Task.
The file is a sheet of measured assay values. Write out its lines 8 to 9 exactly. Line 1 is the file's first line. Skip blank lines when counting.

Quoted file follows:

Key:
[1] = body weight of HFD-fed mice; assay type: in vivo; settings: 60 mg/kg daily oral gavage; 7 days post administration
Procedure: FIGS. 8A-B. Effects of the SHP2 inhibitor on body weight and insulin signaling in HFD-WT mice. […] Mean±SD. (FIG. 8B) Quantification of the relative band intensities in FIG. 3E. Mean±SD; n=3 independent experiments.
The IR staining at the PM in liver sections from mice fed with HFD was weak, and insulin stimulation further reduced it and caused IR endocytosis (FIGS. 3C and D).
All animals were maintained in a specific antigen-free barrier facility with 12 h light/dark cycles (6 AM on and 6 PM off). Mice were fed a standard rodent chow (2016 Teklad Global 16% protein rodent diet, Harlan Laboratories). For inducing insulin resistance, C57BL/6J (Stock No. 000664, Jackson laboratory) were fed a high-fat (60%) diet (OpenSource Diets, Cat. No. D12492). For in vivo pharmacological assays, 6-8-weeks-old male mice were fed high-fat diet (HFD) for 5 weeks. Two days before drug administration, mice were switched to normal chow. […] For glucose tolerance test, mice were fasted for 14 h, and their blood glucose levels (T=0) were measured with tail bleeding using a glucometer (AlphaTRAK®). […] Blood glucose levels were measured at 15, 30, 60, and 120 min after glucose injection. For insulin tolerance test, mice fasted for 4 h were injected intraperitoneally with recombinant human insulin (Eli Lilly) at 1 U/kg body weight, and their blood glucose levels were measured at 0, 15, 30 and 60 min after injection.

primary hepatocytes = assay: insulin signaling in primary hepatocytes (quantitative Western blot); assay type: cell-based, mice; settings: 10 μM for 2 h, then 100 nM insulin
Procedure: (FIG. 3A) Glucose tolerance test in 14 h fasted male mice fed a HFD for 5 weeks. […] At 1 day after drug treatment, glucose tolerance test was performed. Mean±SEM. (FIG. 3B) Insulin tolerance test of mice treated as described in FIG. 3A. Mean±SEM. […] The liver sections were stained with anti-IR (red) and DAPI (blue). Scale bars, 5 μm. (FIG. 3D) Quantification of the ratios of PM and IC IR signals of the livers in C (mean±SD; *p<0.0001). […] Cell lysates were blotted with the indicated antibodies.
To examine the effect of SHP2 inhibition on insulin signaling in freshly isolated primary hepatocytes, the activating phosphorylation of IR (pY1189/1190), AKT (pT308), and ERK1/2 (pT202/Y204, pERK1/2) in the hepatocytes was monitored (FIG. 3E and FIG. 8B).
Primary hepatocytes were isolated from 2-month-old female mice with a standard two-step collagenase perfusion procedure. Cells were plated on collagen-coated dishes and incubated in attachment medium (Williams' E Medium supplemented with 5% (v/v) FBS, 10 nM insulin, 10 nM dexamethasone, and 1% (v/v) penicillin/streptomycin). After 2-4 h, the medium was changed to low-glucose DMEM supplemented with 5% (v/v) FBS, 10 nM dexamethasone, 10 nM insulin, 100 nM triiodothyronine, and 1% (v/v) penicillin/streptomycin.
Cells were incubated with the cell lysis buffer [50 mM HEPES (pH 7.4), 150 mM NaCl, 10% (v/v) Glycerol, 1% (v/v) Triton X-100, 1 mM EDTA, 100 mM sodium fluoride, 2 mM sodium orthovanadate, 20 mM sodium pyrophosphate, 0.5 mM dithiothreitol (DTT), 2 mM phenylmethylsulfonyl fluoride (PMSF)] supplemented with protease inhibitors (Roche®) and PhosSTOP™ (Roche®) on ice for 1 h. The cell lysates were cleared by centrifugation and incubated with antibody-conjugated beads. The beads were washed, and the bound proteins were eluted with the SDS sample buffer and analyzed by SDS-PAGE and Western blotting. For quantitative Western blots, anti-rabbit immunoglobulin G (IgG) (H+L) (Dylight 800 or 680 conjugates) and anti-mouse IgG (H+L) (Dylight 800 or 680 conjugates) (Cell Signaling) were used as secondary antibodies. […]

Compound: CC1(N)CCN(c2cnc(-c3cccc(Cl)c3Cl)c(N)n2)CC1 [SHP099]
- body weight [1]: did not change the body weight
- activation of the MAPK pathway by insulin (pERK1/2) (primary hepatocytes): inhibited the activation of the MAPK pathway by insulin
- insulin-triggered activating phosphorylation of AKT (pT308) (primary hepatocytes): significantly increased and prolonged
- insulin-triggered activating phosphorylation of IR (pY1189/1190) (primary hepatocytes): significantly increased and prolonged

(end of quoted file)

To examine the effect of SHP2 inhibition on insulin signaling in freshly isolated primary hepatocytes, the activating phosphorylation of IR (pY1189/1190), AKT (pT308), and ERK1/2 (pT202/Y204, pERK1/2) in the hepatocytes was monitored (FIG. 3E and FIG. 8B).
Primary hepatocytes were isolated from 2-month-old female mice with a standard two-step collagenase perfusion procedure. Cells were plated on collagen-coated dishes and incubated in attachment medium (Williams' E Medium supplemented with 5% (v/v) FBS, 10 nM insulin, 10 nM dexamethasone, and 1% (v/v) penicillin/streptomycin). After 2-4 h, the medium was changed to low-glucose DMEM supplemented with 5% (v/v) FBS, 10 nM dexamethasone, 10 nM insulin, 100 nM triiodothyronine, and 1% (v/v) penicillin/streptomycin.